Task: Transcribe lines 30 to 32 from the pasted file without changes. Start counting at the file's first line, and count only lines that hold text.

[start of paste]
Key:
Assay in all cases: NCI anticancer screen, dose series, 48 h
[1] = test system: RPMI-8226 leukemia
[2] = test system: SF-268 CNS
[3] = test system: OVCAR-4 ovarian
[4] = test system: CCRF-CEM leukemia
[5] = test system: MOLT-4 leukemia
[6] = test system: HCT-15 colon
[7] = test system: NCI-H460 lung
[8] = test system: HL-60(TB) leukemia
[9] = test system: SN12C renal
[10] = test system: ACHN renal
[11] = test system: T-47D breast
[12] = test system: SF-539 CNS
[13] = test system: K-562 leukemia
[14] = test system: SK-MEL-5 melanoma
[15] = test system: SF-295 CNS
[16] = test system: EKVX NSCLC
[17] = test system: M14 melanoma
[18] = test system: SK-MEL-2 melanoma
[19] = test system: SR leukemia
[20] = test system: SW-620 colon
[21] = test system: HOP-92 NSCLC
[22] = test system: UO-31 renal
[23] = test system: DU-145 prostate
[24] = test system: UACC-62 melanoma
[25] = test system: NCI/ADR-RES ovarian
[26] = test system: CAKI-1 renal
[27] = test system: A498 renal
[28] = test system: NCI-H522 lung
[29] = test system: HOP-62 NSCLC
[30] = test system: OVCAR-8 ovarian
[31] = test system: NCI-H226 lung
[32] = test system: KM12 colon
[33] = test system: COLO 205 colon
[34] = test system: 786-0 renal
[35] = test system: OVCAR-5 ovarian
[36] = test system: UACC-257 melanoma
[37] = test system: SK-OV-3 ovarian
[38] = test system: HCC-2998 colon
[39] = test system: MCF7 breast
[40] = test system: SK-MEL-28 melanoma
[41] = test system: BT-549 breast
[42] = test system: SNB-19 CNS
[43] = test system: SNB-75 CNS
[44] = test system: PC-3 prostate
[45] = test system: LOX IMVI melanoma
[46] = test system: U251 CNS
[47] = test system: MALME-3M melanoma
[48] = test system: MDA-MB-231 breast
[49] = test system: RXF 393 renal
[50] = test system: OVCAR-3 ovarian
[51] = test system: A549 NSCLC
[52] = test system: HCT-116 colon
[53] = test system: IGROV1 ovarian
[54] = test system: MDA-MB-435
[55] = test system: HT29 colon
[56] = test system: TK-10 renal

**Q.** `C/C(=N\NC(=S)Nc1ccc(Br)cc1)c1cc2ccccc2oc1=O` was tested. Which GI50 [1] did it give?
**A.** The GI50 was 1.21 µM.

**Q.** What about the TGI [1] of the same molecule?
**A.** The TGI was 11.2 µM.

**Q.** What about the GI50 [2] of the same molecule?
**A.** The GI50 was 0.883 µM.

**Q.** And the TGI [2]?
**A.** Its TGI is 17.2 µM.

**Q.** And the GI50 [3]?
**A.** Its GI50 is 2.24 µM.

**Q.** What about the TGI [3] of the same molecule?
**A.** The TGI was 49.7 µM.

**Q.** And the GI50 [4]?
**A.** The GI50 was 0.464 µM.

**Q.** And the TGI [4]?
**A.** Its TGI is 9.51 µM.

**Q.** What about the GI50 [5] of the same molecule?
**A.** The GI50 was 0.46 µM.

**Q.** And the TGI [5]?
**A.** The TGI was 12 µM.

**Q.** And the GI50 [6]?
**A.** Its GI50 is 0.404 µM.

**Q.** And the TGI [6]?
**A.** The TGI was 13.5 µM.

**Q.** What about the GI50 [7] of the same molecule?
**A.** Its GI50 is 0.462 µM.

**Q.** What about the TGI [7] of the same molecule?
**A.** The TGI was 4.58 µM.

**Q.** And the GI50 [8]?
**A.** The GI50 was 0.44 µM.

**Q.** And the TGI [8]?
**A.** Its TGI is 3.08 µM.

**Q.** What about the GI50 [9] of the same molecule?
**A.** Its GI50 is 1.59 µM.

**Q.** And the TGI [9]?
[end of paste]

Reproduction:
[28] = test system: NCI-H522 lung
[29] = test system: HOP-62 NSCLC
[30] = test system: OVCAR-8 ovarian